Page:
BART admits when the weather gets hot, its trains tend to get uncomfortable.
"One third of the cars tend to have air conditioning issues when ambient temperatures rise above 90 degrees," spokeswoman Luna Salaver told Bay City News.
A video that explains what happens is at this link and is embedded below.
The trains are overdue for an upgrade but BART's Linton Johnson said, "There are a lot of other competing needs right now."
For example, BART faces a capital funding deficit of about $7.5 billion over the next 30 years. Johnson said that, among other improvements, BART needs to replace its entire rail fleet.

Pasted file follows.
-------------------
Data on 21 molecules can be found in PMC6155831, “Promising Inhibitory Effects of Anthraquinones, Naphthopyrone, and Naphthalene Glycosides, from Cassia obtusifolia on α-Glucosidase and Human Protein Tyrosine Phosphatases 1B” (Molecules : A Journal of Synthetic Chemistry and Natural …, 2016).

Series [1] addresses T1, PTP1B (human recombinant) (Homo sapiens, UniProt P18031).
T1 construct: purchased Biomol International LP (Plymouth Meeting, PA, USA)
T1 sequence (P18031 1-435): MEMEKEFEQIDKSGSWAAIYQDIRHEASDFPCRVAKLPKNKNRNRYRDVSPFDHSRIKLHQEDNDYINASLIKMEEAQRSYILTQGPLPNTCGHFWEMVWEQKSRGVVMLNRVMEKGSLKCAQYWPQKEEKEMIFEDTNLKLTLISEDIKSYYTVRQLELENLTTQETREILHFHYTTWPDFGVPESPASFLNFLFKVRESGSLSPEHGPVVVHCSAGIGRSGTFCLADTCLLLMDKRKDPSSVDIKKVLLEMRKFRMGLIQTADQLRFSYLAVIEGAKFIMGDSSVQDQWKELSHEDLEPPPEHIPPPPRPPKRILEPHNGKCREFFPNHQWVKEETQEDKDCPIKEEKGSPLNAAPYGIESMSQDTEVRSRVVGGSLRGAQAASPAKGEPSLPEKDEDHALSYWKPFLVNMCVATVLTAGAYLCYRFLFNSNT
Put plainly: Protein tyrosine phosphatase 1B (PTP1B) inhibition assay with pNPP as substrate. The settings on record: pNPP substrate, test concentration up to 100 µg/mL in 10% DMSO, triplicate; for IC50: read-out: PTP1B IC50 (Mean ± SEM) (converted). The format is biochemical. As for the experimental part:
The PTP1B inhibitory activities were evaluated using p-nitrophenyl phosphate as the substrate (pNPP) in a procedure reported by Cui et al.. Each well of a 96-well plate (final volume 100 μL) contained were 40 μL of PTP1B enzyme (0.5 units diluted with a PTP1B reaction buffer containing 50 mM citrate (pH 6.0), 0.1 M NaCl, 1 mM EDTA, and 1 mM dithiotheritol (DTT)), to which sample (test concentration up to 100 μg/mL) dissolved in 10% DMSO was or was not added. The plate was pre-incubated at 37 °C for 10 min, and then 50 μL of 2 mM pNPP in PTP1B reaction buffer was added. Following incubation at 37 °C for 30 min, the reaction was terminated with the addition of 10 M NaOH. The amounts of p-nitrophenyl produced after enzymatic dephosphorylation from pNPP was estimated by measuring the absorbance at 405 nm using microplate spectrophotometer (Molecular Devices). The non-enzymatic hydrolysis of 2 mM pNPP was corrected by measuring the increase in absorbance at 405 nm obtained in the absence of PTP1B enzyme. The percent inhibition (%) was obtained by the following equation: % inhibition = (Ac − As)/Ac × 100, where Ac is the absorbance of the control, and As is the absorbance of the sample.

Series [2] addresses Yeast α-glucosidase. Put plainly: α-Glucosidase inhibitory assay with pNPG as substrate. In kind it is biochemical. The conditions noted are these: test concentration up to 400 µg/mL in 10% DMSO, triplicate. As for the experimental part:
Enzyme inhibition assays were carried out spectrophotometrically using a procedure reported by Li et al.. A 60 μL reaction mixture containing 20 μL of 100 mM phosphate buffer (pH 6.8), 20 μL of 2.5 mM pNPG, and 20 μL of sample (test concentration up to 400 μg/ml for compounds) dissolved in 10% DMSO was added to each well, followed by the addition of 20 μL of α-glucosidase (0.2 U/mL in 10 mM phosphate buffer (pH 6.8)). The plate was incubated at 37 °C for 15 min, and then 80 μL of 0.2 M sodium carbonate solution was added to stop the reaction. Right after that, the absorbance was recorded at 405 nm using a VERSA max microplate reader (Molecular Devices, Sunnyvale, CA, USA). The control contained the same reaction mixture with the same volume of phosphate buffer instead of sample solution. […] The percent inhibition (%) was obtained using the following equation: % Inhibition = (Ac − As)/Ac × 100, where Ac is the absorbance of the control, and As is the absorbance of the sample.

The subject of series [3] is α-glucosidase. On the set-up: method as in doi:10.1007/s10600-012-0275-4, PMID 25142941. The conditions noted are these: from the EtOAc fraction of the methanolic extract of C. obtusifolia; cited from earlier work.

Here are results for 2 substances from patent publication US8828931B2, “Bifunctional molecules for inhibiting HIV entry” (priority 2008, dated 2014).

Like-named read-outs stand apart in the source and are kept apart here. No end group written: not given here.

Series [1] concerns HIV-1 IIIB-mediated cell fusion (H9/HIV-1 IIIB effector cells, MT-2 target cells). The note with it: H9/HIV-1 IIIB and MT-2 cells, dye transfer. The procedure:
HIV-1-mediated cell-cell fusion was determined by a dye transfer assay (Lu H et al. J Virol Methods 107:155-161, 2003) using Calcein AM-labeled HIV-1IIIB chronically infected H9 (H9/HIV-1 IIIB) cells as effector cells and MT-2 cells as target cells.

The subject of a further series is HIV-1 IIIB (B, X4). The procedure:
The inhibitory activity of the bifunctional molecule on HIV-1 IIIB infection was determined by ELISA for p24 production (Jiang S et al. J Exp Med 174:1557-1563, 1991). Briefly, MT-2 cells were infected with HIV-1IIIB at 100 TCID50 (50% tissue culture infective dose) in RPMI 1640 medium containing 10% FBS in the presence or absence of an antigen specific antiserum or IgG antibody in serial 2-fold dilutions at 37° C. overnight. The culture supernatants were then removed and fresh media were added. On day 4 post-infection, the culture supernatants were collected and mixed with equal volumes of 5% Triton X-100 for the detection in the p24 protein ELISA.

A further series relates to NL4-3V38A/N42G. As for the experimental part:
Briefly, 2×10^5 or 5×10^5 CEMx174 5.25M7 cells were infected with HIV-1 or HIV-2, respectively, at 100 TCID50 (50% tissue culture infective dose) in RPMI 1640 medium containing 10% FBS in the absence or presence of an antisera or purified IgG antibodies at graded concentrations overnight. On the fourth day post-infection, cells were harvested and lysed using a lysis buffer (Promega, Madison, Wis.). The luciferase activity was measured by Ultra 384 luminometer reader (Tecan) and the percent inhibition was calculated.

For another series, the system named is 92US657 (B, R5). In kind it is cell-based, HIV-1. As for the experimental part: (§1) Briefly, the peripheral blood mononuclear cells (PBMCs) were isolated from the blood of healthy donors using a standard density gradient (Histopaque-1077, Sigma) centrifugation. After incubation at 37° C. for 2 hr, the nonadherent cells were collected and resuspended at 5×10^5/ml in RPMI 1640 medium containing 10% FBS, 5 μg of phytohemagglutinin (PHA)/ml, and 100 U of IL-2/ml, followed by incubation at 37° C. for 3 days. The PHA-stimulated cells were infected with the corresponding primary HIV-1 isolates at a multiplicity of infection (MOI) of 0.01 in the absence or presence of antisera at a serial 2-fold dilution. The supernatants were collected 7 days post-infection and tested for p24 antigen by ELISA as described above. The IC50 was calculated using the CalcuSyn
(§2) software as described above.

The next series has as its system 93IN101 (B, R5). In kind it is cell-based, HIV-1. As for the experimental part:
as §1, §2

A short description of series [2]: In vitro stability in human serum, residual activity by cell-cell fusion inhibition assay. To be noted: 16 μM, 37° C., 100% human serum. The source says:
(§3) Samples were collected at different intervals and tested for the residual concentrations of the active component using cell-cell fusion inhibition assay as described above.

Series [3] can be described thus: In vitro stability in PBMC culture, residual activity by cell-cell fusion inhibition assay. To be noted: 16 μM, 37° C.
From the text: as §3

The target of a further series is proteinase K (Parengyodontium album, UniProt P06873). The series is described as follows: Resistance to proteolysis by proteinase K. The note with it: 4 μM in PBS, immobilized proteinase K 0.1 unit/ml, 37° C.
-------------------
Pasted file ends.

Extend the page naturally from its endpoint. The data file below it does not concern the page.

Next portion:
If you find yourself on a hot train you are supposed to notify the train operator so that one of six roving technicians can address the problem.
The heat can also slow the entire system down when the network of boxes that controls the trains malfunctions. If a box overheats it can cause a stall. That happened earlier this summer. So far that hasn't happened this week.
Caltrain is also affected by the heat. Rails can actually warp and expand in the heat and be damaged by trains' weight. That also happened over the summer but has not happened so far this week.